KUALA LUMPUR: Malaysian palm oil futures ended 4% higher on Wednesday to hit a record peak of 4,524 ringgit ($1,096.20) a tonne, helped by concerns of tight global edible oil supply and on trader positioning ahead of a key US report for grains and soyabeans.
The benchmark palm oil contract for July delivery on the Bursa Malaysia Derivatives Exchange ended higher by 174 ringgit at the midday close.
The contract extended last week’s rally to notch a 2.2% weekly rise.
The Malaysian bourse will remain closed for Eidul Fitr celebrations, and resume trade on May 17.
Palm oil surged in unison with Chicago Board of Trade and the Dalian Exchange, and prices were defensive as May output could rise marginally due to lack of manpower to harvest, said Paramalingam Supramaniam, director at Selangor-based brokerage Pelindung Bestari.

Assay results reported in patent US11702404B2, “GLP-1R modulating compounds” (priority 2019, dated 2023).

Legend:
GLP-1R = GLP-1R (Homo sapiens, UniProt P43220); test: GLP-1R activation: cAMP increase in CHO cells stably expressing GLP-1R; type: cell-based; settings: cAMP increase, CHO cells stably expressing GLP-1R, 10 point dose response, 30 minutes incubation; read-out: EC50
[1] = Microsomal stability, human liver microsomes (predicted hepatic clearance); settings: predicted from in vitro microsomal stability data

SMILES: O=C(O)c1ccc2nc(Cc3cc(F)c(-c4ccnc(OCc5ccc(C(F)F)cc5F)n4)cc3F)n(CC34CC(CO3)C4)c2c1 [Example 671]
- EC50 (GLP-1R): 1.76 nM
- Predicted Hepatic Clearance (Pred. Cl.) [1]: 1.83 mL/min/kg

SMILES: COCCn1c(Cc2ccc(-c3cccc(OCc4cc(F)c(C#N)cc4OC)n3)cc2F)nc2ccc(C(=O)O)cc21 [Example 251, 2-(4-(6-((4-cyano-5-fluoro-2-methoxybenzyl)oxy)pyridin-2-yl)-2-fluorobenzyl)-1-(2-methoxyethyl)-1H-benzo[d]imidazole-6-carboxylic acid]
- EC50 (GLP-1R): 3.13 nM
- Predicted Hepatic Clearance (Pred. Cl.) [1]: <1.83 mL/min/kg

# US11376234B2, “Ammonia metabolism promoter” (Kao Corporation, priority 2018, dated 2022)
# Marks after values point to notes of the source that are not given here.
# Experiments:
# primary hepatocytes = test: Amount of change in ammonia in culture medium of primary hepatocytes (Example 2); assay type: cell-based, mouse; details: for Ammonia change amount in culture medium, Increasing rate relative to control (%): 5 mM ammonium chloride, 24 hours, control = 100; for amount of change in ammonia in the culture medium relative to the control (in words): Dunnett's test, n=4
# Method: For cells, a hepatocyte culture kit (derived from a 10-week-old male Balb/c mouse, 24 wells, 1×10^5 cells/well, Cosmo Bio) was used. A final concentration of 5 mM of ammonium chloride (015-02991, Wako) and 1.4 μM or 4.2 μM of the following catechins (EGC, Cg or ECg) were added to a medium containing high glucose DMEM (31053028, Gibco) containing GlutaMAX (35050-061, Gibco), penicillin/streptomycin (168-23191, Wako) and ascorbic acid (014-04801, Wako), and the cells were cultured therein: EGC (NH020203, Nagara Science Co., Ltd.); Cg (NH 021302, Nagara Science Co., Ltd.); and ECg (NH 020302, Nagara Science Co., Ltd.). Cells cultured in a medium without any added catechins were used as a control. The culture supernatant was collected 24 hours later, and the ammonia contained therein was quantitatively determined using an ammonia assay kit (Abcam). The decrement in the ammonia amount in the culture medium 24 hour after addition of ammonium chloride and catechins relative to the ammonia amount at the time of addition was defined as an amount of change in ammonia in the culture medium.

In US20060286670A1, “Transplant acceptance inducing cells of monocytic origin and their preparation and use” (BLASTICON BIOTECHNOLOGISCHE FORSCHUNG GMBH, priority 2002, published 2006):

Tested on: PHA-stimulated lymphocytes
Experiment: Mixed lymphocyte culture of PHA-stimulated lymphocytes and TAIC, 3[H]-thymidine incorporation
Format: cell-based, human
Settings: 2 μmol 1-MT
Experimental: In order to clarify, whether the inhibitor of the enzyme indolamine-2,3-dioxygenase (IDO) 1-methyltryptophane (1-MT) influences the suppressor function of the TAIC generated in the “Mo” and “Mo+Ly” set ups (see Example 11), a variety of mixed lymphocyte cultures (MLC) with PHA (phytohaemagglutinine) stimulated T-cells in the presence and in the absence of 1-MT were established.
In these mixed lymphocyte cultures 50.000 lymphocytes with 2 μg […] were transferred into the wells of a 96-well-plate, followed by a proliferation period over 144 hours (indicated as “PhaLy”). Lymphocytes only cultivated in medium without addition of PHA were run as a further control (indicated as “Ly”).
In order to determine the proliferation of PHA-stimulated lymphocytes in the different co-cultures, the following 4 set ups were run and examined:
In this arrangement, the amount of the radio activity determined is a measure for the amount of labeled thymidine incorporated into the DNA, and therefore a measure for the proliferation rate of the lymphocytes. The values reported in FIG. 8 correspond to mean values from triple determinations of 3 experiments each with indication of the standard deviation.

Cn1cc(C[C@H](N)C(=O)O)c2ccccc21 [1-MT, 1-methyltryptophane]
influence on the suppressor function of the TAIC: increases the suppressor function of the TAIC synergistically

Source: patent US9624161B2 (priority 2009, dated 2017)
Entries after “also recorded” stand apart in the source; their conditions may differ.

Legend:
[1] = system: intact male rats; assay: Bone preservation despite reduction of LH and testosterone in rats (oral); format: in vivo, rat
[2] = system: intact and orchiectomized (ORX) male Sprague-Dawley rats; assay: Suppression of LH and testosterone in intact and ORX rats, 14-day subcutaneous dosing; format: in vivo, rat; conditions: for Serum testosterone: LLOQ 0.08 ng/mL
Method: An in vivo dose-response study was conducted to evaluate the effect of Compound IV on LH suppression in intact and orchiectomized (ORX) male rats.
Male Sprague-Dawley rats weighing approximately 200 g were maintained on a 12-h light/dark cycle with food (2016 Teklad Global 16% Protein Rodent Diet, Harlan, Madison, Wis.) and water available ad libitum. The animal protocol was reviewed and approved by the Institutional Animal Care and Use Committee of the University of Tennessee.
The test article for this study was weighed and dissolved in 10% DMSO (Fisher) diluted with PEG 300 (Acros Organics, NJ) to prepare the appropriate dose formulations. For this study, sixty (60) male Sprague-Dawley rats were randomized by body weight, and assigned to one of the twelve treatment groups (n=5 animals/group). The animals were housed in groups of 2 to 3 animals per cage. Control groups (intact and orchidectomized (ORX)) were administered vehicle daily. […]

“The situation is so tight that refiners are buying back olein in the market to fulfill their sales obligation, with crude palm oil arrivals from the millers grinding to a halt,” he added.
Traders are now expecting the World Agricultural Supply and Demand Estimates report due later in the day to show a supply squeeze until 2022.
The US Department of Agriculture (USDA) will give its first global outlook for grains and soyabeans in 2021/22 and update its 2020/21 estimates in the report.
Palm oil is also being supported by a rally in the global agricultural market, led by Chicago corn and soyabean futures, which are trading at multi-year highs.
Dalian’s most-active soyaoil contract and its palm oil contract both advanced 3%. Soyaoil prices on the Chicago Board of Trade were up 1.4%.
The edible oil is affected by price movements in related oils as they compete for a share in the global vegetable oils market. Palm oil is poised to break a resistance at 4,436 ringgit per tonne and rise into a range of 4,494 ringgit to 4,556 ringgit, Reuters technical analyst Wang Tao said.